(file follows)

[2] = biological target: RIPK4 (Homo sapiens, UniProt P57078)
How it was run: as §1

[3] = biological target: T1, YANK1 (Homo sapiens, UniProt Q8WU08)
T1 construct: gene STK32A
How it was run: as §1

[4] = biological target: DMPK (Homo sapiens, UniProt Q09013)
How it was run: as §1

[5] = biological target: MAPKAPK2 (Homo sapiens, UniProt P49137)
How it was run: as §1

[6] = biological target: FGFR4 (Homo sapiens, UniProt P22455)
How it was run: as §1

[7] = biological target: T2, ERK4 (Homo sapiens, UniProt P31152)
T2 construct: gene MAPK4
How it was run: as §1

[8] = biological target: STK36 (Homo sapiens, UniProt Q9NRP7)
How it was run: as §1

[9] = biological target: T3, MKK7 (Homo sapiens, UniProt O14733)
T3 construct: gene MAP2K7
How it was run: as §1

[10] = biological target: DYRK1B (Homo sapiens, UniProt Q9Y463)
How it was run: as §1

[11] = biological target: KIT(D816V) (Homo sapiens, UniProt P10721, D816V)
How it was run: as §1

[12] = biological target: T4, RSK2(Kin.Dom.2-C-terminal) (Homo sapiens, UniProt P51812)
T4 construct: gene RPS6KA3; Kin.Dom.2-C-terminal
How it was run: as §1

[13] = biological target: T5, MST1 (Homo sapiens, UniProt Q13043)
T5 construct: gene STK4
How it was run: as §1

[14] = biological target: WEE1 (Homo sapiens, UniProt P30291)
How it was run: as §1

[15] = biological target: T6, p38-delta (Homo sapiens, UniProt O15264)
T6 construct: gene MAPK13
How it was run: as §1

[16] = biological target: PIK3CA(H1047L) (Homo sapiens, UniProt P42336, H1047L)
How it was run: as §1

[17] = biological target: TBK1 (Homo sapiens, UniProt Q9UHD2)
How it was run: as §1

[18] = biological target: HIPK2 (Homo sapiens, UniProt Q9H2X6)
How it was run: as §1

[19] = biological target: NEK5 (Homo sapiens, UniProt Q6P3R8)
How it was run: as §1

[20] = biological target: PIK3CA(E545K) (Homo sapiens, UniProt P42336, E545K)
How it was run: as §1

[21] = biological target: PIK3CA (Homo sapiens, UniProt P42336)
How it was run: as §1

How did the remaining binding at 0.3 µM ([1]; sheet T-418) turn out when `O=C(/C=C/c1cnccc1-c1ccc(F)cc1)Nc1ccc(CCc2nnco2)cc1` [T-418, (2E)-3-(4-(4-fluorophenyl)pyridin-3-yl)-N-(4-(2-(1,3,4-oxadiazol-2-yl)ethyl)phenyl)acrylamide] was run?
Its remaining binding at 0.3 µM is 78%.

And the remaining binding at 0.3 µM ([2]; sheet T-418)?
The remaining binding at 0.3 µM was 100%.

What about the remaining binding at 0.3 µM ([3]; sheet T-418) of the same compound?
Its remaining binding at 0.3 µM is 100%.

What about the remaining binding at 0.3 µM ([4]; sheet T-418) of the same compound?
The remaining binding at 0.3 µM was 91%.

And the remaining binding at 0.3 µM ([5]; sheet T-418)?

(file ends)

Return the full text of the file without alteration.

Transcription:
[2] = biological target: RIPK4 (Homo sapiens, UniProt P57078)
How it was run: as §1

[3] = biological target: T1, YANK1 (Homo sapiens, UniProt Q8WU08)
T1 construct: gene STK32A
How it was run: as §1

[4] = biological target: DMPK (Homo sapiens, UniProt Q09013)
How it was run: as §1

[5] = biological target: MAPKAPK2 (Homo sapiens, UniProt P49137)
How it was run: as §1

[6] = biological target: FGFR4 (Homo sapiens, UniProt P22455)
How it was run: as §1

[7] = biological target: T2, ERK4 (Homo sapiens, UniProt P31152)
T2 construct: gene MAPK4
How it was run: as §1

[8] = biological target: STK36 (Homo sapiens, UniProt Q9NRP7)
How it was run: as §1

[9] = biological target: T3, MKK7 (Homo sapiens, UniProt O14733)
T3 construct: gene MAP2K7
How it was run: as §1

[10] = biological target: DYRK1B (Homo sapiens, UniProt Q9Y463)
How it was run: as §1

[11] = biological target: KIT(D816V) (Homo sapiens, UniProt P10721, D816V)
How it was run: as §1

[12] = biological target: T4, RSK2(Kin.Dom.2-C-terminal) (Homo sapiens, UniProt P51812)
T4 construct: gene RPS6KA3; Kin.Dom.2-C-terminal
How it was run: as §1

[13] = biological target: T5, MST1 (Homo sapiens, UniProt Q13043)
T5 construct: gene STK4
How it was run: as §1

[14] = biological target: WEE1 (Homo sapiens, UniProt P30291)
How it was run: as §1

[15] = biological target: T6, p38-delta (Homo sapiens, UniProt O15264)
T6 construct: gene MAPK13
How it was run: as §1

[16] = biological target: PIK3CA(H1047L) (Homo sapiens, UniProt P42336, H1047L)
How it was run: as §1

[17] = biological target: TBK1 (Homo sapiens, UniProt Q9UHD2)
How it was run: as §1

[18] = biological target: HIPK2 (Homo sapiens, UniProt Q9H2X6)
How it was run: as §1

[19] = biological target: NEK5 (Homo sapiens, UniProt Q6P3R8)
How it was run: as §1

[20] = biological target: PIK3CA(E545K) (Homo sapiens, UniProt P42336, E545K)
How it was run: as §1

[21] = biological target: PIK3CA (Homo sapiens, UniProt P42336)
How it was run: as §1

How did the remaining binding at 0.3 µM ([1]; sheet T-418) turn out when `O=C(/C=C/c1cnccc1-c1ccc(F)cc1)Nc1ccc(CCc2nnco2)cc1` [T-418, (2E)-3-(4-(4-fluorophenyl)pyridin-3-yl)-N-(4-(2-(1,3,4-oxadiazol-2-yl)ethyl)phenyl)acrylamide] was run?
Its remaining binding at 0.3 µM is 78%.

And the remaining binding at 0.3 µM ([2]; sheet T-418)?
The remaining binding at 0.3 µM was 100%.

What about the remaining binding at 0.3 µM ([3]; sheet T-418) of the same compound?
Its remaining binding at 0.3 µM is 100%.

What about the remaining binding at 0.3 µM ([4]; sheet T-418) of the same compound?
The remaining binding at 0.3 µM was 91%.

And the remaining binding at 0.3 µM ([5]; sheet T-418)?